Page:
I understand that attempting to brute force the decryption of a message coded with a one time pad results in generating every possible message. The Wikipedia example is that decoding "EQNVZ" with key "XMCKL" produces "HELLO", but the key "TQURI" produces equally plausible "LATER".
However, a "more random" one time pad is supposedly better than a "less random" one time pad. So there's a way to compare the randomness of two pads, right?
If key TQURI is "measured" as less random than XMCKL, doesn't the likelihood the pad is as random as possible mean HELLO is the more likely message?
Say a coded message consists of only plain English. A 50-character message could decode to a huge number of possible messages using the same huge number of possible keys. As we decode character-by-character we can discard anything that isn't obvious English. That would still leave a large number of possible messages (I have no idea how to estimate how many), but we would simultaneously be increasing the length of the supposedly random key.
If one possible decoding begins ATTACK AT DAWN using the key GJXWHELZYHWLXE while another decoding begins SEND MONEY NOW using the key AABBCCDDEEFFGG, we can probably discard the latter since a pad would never use such a repetitive key.
Therefore, the rule would be to only retain the English decodings for the "most random" keys. (I have no idea how to pick such a cutoff.) Could that possibly reduce the potential messages to a reasonable number of candidates? (I imagine longer keys let you determine their degree of randomness with greater confidence, but I don't know how to calculate that kind of stuff.)
Another possibility would be to retain only messages that parse reasonably well. BATTALION ALPHA ATTACKS AT DAWN makes sense, but SUNSET DOGGY COOKIE FLOOR can probably be discarded.
Even if individual messages generate a large number of decoded candidates with sufficiently random keys, it would seem a sequence of messages would establish a context that hints at which decodings are valid. For example, if Message 1 "equally" (because of key randomness) decodes to the candidates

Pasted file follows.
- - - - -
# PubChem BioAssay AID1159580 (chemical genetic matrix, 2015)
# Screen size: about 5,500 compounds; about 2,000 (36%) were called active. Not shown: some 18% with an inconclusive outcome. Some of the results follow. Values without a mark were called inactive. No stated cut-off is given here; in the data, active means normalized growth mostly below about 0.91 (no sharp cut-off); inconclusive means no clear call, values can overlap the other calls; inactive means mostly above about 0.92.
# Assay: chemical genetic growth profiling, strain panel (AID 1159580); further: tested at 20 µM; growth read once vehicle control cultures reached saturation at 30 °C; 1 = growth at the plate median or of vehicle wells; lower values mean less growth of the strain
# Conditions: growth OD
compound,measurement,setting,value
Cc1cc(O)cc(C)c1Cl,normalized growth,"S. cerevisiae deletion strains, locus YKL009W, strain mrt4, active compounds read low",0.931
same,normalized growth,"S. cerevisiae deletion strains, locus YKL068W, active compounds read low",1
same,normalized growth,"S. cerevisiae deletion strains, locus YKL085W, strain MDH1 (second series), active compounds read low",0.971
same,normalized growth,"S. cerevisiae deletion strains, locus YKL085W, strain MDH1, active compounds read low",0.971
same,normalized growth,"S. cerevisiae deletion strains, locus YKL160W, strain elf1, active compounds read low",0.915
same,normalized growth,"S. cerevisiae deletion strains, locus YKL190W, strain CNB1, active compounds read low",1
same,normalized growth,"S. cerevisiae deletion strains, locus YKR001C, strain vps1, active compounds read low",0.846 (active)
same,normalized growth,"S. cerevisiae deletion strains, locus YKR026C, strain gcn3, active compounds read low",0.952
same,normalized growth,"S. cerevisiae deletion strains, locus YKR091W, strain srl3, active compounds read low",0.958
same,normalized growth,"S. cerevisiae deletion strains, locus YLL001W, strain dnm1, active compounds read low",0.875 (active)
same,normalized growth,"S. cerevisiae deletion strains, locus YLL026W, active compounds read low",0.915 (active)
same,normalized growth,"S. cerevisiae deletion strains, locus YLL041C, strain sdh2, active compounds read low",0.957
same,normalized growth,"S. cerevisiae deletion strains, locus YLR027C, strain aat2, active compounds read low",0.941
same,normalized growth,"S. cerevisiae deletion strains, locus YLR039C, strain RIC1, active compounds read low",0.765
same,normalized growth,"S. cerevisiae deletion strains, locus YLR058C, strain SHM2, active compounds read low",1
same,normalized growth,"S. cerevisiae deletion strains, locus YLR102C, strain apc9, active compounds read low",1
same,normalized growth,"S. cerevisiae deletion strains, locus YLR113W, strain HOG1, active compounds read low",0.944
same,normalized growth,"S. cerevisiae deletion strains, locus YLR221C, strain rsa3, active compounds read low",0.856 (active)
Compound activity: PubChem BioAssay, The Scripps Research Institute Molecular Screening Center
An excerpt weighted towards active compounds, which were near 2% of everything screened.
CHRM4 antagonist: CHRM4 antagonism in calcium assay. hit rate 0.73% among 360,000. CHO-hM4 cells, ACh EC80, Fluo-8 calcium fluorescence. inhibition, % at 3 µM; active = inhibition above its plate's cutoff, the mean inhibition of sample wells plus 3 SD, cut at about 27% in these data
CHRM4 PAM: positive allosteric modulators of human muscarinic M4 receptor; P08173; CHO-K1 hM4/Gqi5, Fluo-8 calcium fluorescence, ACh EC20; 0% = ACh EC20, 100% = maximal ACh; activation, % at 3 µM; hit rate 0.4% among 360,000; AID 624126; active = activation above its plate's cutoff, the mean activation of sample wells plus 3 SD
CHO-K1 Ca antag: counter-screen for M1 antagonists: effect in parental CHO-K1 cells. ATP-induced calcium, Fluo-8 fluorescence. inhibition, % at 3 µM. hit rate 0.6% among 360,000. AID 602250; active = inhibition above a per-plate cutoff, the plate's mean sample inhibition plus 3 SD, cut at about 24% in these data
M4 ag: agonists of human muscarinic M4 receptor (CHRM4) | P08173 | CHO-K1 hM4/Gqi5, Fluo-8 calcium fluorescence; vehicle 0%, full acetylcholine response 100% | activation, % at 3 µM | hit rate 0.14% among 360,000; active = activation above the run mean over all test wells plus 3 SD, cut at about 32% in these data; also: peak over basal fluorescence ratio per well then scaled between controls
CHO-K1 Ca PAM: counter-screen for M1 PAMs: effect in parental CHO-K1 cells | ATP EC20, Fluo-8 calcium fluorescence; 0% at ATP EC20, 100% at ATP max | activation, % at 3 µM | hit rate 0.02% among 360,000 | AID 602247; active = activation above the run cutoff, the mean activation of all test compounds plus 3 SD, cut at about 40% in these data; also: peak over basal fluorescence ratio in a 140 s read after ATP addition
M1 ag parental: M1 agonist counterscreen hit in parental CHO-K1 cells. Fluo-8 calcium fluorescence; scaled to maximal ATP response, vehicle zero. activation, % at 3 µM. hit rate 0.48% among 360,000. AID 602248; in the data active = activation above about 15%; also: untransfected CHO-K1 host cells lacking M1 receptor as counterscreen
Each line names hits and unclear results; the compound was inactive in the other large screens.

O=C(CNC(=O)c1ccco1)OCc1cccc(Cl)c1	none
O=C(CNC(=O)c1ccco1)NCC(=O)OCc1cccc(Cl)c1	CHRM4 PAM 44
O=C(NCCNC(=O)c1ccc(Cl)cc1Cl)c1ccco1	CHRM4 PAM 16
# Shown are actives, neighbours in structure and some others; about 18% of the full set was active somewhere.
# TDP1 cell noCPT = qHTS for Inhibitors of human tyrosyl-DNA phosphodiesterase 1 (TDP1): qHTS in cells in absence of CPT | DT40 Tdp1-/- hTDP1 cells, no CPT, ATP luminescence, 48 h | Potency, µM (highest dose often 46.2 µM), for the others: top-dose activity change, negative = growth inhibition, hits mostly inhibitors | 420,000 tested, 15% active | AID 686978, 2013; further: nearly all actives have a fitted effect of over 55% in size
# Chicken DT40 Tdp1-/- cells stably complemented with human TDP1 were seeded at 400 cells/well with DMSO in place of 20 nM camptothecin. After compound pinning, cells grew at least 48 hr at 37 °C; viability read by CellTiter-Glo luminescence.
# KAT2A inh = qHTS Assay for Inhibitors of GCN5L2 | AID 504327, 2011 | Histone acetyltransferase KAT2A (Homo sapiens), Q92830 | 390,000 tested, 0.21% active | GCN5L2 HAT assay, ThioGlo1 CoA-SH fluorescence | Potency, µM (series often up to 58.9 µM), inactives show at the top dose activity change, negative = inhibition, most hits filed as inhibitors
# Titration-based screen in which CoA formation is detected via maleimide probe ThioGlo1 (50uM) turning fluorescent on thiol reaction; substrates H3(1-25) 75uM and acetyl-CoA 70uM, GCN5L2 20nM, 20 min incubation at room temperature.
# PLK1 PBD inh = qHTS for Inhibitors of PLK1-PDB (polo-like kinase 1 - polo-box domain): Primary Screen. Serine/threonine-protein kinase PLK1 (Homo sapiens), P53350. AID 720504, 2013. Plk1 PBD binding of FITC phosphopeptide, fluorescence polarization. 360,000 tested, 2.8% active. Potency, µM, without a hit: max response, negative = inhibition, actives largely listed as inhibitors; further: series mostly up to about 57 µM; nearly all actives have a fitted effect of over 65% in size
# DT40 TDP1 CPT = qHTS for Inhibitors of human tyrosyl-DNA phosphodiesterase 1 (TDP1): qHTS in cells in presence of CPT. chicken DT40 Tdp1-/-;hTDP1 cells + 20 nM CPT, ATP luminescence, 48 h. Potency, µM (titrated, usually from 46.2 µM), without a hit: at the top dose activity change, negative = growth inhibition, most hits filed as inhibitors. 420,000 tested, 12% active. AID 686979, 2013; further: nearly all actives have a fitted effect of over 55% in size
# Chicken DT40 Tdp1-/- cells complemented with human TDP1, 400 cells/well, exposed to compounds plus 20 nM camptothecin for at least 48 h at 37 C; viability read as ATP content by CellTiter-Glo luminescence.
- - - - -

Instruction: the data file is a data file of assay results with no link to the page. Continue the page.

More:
A. WHEN DO WE ATTACK B. SHOES GREENER ARE C. MASHED ROOF CARRY
and Message 2 in reply "equally" decodes to
A. ATTACK AT DAWN B. LEAVE PARLANCE C. DOG ALPHA MODE
then it seems the "conversation" is probably WHEN DO WE ATTACK/ATTACK AT DAWN. (Granted, the reply would also decode to ATTACK AT 0100, ATTACK AT 0200, ATTACK AT DUSK, etc., but we're picking the solutions with the "most random" keys. And even if the keys for ATTACK AT 0100 and ATTACK AT DUSK tied at an equal level of randomness, it's still useful to know an attack is imminent.) It would seem the more messages you have, the easier it is to guess (or apply some AI regarding) the general thread being discussed.
Therefore, a modified brute force approach would prune away possible but unlikely decodings by (1) discarding invalid and nonsensical content within messages, (2) abandoning decodings with keys not meeting a required threshold of randomness, and (3) abandoning decodings that don't fit intermessage context. Pruning would have to be done as each new message character is input, to avoid wasting time and space on futile branches.
Would that kind of approach still leave an astronomical number of possible decodings? Or could it reduce the candidates to a resonably small enough number that NSA computers might possibly be willing to take a stab at predicting (at some level of confidence) what a set of coded messages is probably talking about?
Wikipedia's entry on brute force says a one time pad attack
...would eventually reveal every... character string possible, including the correct answer – but of all the answers given, there would be no way of knowing which was the correct one.
But it seems like some answers could be computed as more likely than others. Can the set of possible answers be reduced to a reasonable number, especially when the randomness of the required key is taken into account?